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How the NSA Took Linux To the Next Level 172

Posted by Soulskill
from the not-by-beating-the-end-boss-of-the-previous-level dept.
An anonymous reader brings us IBM Developerworks' recent analysis of how the NSA built SELinux to withstand attacks. The article shows us some of the relevant kernel architecture and compares SELinux to a few other approaches. We've discussed SELinux in the past. Quoting: "If you have a program that responds to socket requests but doesn't need to access the file system, then that program should be able to listen on a given socket but not have access to the file system. That way, if the program is exploited in some way, its access is explicitly minimized. This type of control is called mandatory access control (MAC). Another approach to controlling access is role-based access control (RBAC). In RBAC, permissions are provided based on roles that are granted by the security system. The concept of a role differs from that of a traditional group in that a group represents one or more users. A role can represent multiple users, but it also represents the permissions that a set of users can perform. SELinux adds both MAC and RBAC to the GNU/Linux operating system."
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How the NSA Took Linux To the Next Level

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  • by Anonymous Coward on Sunday May 11, 2008 @11:37AM (#23369738)
    Until we have a free government [metagovernment.org], I cannot see how anyone can trust software that comes from the NSA.
  • by diegocgteleline.es (653730) on Sunday May 11, 2008 @11:41AM (#23369766)
    Uh...you can read the code [kernel.org]. People has read the code and there's nothing "hidden" on it. People who thinks that SELinux allows the NSA to enter your computer are just clueless.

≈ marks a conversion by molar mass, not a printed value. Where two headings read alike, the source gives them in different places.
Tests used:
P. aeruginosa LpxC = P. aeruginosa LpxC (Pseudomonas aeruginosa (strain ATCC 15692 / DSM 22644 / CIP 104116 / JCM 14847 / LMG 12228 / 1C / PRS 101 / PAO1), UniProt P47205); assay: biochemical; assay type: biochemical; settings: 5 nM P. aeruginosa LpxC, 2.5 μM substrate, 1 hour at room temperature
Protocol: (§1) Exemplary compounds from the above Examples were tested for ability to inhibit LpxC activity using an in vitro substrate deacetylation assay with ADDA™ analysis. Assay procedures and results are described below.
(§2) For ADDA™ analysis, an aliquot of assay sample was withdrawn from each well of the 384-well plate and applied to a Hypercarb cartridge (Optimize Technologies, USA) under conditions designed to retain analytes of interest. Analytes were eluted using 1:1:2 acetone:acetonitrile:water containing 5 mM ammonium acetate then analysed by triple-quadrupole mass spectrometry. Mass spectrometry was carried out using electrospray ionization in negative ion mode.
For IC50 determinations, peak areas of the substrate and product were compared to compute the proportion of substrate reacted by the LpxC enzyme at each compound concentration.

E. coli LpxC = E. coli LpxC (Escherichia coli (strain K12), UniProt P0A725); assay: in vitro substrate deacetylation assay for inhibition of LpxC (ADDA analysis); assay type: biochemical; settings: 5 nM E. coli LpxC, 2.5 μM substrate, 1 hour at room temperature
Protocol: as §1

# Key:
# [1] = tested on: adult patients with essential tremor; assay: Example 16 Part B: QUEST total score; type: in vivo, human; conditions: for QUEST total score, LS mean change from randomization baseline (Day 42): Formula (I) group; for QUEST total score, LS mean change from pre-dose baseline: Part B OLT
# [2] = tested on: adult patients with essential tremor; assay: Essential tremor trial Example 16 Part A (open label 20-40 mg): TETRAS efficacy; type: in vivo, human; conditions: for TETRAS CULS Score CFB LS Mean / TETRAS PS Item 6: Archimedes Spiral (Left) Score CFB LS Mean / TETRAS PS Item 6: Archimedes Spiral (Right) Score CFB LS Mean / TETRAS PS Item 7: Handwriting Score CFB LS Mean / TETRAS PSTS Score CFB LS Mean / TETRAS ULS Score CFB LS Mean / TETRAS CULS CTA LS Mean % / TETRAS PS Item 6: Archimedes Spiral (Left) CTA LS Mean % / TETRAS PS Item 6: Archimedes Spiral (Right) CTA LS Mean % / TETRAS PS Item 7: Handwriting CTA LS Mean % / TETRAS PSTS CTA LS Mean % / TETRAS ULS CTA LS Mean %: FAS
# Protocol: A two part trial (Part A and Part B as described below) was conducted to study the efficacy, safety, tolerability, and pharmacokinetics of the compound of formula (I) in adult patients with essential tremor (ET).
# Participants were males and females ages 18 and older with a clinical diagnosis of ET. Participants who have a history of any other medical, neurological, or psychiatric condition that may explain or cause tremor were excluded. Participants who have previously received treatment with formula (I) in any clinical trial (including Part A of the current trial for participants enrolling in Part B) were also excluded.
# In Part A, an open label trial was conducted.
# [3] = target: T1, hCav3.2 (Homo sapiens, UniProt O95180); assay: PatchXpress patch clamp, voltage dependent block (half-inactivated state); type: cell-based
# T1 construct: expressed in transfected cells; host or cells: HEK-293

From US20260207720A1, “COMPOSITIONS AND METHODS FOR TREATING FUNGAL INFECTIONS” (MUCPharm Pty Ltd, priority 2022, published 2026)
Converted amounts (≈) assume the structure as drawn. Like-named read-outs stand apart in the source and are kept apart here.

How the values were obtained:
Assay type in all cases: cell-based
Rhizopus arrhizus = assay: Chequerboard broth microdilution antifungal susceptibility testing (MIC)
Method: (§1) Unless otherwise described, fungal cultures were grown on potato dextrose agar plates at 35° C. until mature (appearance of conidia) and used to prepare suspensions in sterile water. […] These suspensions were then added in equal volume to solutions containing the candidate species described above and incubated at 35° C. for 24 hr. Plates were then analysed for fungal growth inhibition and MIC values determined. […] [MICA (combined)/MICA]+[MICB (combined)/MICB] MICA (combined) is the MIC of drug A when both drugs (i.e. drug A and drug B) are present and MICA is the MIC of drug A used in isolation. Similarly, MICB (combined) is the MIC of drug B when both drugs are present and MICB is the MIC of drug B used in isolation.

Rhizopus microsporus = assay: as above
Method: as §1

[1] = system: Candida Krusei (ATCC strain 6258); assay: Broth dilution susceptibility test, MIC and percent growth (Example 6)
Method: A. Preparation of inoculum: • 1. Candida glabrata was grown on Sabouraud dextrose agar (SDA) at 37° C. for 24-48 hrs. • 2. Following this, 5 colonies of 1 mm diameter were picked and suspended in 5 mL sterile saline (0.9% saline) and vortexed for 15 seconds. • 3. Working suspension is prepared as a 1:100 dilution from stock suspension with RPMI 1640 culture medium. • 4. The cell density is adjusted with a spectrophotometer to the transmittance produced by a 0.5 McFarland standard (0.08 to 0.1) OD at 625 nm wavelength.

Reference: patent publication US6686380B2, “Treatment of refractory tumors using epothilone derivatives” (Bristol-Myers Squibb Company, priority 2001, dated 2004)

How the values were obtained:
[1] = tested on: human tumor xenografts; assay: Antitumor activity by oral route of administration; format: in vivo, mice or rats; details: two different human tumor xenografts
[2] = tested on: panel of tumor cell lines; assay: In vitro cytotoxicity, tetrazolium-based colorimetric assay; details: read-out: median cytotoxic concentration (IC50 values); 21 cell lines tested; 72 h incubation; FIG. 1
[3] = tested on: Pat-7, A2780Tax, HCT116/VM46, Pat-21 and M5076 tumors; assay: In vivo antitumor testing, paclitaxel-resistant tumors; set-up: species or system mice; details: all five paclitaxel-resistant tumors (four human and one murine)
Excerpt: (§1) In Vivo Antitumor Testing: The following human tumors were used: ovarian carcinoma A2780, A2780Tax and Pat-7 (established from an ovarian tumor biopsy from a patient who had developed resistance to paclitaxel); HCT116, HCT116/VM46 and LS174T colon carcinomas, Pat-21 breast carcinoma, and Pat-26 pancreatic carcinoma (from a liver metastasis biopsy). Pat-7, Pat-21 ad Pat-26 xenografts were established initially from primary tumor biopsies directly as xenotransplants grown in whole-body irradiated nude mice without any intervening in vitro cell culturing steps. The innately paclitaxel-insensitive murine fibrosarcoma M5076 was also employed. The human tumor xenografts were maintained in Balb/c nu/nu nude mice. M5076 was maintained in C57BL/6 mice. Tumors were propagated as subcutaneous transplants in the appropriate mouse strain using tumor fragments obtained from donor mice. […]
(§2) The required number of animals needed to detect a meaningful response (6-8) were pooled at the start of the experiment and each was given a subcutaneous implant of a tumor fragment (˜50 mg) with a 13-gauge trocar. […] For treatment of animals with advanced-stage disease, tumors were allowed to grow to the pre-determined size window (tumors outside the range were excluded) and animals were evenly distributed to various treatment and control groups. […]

• by Anonymous Coward on Sunday May 11, 2008 @11:45AM (#23369790)

    utter pain in the ass to work with....

    Long ago, in the days when MLS was just the holy grail, Harris Corporation created the first A1 rated Multi-Level Secure computer system. I can't recall the name given to it, BlackHawk or something overblown like that. It was secure, but utterly unusable. According to some early testers I knew, it took more than 10 minutes just to log on. The command line took, on average, 5 minutes to respond to the simplest command. There were no policy templates, so all permissions and access lists had to be entered manually.


    SELinux doesn't look quite so bad in that light, now does it?

    Yeah, yeah, yeah and it took years to calculate by hand before computers and months to travel any distance before airplanes. So what's your point?

    SELinux is a pain in the ass. Your comparison is meaningless.

  • Re:wrong (Score:3, Insightful)

    by harry666t (1062422) <harry666t.gmail@com> on Sunday May 11, 2008 @11:50AM (#23369828)
    > Everyone who matters has always just called the OS "Linux".

    Of course including the Debian people, who made one of the greatest distros so far?

    (NOT the greatest, but certainly one of the greatest)
  • by EQ (28372) on Sunday May 11, 2008 @12:00PM (#23369880) Homepage Journal
    Put your nearly insane conspiracy theories to rest on this one, thats one of the reasons we have open source: to keep things like Microsoft's backdoors from being slipped in.

    And aside from that, lets see, they have arguably several hundred to thousands of the best crypto and security people working for them so yeah lets completely ignore what they have to say in favor of some nebulous conspiracy.

    Think about this: could such a conspiracy exist with that many people being informed of it? All it takes is one person to anonymusly leak stuff to the papers or internet. I mean really, the secret money tracing stuff they were doing got splashed on the front pages of the NYTimes, and the previous administration couldn't even keep a presidential blowjob a secret.

    But the bottom line is: It is OPEN SOURCE (and even GPL'd!). Read the code. They cannot hide a backdoor from the kernel group when those programmers and all the patchers, testers, and users have all the source.